Asda and Sainsbury’s merger blocked due to price rise concerns

25 April 2019

The competition regulator the Competition and Markets Authority (CMA) has announced it will not allow the intended merger of supermarkets Asda and Sainsbury’s as it would lead to price increases.

The CMA says it is blocking the merger due to concerns over price rises, reduction in the quality and range of products available and a poorer overall shopping experience.

The final conclusions of the investigation, after a preliminary report found the same, say the deal would result in “substantial lessening of competition at both a national and local level.”

The supermarkets came out fighting in response to the initial report, saying they disagreed strongly with its findings, and vowed to cut prices by 10%.

However, it would appear this had little effect as the merger has been scuppered regardless. 

Stuart McIntosh, chair of the inquiry group, says: “It’s our responsibility to protect the millions of people who shop at Sainsbury’s and Asda every week.

“Following our in-depth investigation, we have found this deal would lead to increased prices, reduced quality and choice of products, or a poorer shopping experience for all of their UK shoppers.

“We have concluded that there is no effective way of addressing our concerns, other than to block the merger.”

The regulator found that instore and online customers would be negatively affected by increasing prices and reduced quality of service.

It also found that it would lead to motorists paying more for fuel as there are 125 locations where Asda and Sainsbury’s have competing petrol stations across the UK.

Tom Stevenson investment director from Fidelity Personal Investing’s share dealing service comments: “Mike Coupe, Sainsbury’s chastened boss, will put a brave face on things as he announces results next week but this is a blow to his reputation and the company’s prospects.

“Sainsbury’s will need to deliver a convincing plan to rebuild sales and profits if it is to avoid further weakness in its battered shares, although these have already largely priced in today’s decision by the CMA.

“The stock has not been lower since the late 1980s. Sainsbury is the sector’s laggard today, struggling to keep up with recovering Tesco and the German discounters Aldi and Lidl, which have won over the middle classes with their narrow but cheap ranges.”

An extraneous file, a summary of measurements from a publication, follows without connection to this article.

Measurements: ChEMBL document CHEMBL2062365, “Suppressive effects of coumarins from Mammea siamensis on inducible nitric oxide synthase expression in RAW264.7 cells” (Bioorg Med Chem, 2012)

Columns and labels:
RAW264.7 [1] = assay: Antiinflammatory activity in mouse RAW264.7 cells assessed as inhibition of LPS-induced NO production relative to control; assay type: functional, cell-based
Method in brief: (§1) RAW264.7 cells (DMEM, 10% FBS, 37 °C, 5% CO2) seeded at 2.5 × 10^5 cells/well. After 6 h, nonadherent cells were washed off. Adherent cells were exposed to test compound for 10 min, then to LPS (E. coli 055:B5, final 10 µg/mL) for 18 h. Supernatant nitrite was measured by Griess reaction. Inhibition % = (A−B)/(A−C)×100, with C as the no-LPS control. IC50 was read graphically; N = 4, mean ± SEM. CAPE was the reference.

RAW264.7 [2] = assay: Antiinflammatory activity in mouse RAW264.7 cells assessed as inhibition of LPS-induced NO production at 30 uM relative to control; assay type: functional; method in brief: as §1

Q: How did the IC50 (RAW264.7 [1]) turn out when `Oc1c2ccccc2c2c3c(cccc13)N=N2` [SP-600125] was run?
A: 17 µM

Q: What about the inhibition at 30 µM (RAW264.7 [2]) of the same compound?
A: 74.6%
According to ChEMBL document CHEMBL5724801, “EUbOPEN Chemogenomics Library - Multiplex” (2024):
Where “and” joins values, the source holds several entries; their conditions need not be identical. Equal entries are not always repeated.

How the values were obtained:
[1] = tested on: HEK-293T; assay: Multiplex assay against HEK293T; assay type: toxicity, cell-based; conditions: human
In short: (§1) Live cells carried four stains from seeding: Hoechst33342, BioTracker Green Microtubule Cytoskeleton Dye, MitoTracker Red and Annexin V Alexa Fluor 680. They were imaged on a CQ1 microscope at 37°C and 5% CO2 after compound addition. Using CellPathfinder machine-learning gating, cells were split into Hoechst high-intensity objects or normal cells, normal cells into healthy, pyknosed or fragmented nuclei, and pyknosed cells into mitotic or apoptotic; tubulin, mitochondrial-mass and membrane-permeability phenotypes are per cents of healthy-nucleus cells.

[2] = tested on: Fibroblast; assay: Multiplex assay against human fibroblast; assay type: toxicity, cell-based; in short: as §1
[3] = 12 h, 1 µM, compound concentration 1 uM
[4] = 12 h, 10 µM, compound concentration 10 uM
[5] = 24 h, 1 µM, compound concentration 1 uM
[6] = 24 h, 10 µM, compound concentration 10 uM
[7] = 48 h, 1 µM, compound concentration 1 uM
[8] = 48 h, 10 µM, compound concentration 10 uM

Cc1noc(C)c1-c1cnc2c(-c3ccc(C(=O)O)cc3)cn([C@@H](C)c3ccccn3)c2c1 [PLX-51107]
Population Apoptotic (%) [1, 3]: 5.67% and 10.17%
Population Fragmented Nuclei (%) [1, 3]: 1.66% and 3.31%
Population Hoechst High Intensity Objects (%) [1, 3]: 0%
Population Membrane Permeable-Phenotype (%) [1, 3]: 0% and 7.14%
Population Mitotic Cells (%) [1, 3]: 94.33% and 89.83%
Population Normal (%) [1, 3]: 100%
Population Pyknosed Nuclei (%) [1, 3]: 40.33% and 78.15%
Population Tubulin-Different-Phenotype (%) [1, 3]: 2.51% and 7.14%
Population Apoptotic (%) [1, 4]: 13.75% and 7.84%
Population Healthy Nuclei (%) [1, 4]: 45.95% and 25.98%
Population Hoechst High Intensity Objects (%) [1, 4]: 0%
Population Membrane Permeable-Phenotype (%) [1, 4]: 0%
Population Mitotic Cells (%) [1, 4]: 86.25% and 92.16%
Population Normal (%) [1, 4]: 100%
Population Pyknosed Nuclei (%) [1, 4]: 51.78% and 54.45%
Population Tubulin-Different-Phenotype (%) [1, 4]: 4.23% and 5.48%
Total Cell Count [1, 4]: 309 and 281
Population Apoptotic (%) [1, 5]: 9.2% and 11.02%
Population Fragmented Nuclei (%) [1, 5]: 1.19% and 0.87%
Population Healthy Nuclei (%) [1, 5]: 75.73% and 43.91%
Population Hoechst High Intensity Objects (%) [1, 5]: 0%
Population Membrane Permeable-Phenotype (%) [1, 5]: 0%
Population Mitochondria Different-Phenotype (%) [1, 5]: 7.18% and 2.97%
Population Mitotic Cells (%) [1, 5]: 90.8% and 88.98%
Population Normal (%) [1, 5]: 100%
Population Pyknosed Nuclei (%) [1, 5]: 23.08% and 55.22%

Supermarkets’ response

In response to the CMA’s final decision both supermarkets have commented on their disappointment that the merger will no longer be going ahead.

Roger Burnley, chief executive of Asda, comments: “Asda’s DNA is delivering low prices for hard working families and that will never change. We were right to explore the potential merger with Sainsbury’s, which would have delivered great benefits for customers and supported the long term, sustainable success of our business.

"We’re disappointed with their findings but will continue to find ways to put money back into customer’s pockets and deliver great quality and service in an ever changing and demanding market.

"I have always been hugely aware that the last year has been an unsettling time for all of our colleagues and am immensely grateful for their commitment and dedication during that time. Our focus is now on the most important job we all have – delivering for our customers.”

Sainsbury’s chief executive, Mike Coupe, adds: “The specific reason for wanting to merge was to lower prices for customers. The CMA’s conclusion that we would increase prices post-merger ignores the dynamic and highly competitive nature of the UK grocery market.

"The CMA is today effectively taking £1 billion out of customers’ pockets.

“Sainsbury’s is a great business and I am confident in our strategy. We are focused on offering our customers great quality, value and service and making shopping with us as convenient as possible.”

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